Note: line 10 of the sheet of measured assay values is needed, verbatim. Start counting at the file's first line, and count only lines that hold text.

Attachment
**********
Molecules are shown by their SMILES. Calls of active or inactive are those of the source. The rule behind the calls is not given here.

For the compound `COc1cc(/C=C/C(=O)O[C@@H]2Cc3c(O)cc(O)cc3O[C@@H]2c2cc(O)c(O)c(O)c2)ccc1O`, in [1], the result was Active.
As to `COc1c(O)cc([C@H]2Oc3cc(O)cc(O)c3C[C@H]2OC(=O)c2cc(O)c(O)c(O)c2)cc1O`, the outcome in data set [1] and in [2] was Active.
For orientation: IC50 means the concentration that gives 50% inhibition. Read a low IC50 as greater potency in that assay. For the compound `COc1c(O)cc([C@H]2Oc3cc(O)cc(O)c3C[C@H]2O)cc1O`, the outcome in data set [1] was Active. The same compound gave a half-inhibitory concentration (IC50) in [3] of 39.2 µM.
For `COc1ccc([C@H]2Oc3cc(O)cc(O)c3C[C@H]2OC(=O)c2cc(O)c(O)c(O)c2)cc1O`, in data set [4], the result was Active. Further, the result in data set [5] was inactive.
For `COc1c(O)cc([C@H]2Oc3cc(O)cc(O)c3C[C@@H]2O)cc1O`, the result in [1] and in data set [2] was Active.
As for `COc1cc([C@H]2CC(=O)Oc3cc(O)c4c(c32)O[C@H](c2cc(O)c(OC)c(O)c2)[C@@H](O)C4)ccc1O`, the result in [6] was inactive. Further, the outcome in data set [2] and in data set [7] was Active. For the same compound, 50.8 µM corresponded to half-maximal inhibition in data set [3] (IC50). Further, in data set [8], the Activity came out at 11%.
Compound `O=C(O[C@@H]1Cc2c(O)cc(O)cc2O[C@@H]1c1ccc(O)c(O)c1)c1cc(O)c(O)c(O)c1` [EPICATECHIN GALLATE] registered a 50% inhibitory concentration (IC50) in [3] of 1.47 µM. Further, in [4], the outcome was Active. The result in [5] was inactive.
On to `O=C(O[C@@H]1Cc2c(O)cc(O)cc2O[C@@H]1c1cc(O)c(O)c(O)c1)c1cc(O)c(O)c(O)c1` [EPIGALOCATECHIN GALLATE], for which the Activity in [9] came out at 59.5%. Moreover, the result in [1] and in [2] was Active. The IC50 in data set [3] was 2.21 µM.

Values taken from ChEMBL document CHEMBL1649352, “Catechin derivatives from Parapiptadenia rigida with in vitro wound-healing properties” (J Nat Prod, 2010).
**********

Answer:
Values taken from ChEMBL document CHEMBL1649352, “Catechin derivatives from Parapiptadenia rigida with in vitro wound-healing properties” (J Nat Prod, 2010).